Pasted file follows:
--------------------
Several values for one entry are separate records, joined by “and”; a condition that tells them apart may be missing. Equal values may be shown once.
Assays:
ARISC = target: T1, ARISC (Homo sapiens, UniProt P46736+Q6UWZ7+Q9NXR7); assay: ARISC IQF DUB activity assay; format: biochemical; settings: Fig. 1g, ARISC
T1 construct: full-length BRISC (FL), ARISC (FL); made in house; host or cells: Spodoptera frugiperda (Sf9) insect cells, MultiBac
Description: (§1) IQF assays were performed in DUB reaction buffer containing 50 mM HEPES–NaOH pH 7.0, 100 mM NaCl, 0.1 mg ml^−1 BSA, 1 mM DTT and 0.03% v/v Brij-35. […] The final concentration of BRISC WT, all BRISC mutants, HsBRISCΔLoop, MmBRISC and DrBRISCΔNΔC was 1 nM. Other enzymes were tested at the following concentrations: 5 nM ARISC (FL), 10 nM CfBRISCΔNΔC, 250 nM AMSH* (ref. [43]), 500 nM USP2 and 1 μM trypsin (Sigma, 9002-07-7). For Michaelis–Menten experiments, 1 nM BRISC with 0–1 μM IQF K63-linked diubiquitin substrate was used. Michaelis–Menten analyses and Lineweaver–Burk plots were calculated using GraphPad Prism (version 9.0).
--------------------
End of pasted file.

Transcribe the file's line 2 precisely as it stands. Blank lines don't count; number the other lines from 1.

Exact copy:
Assays: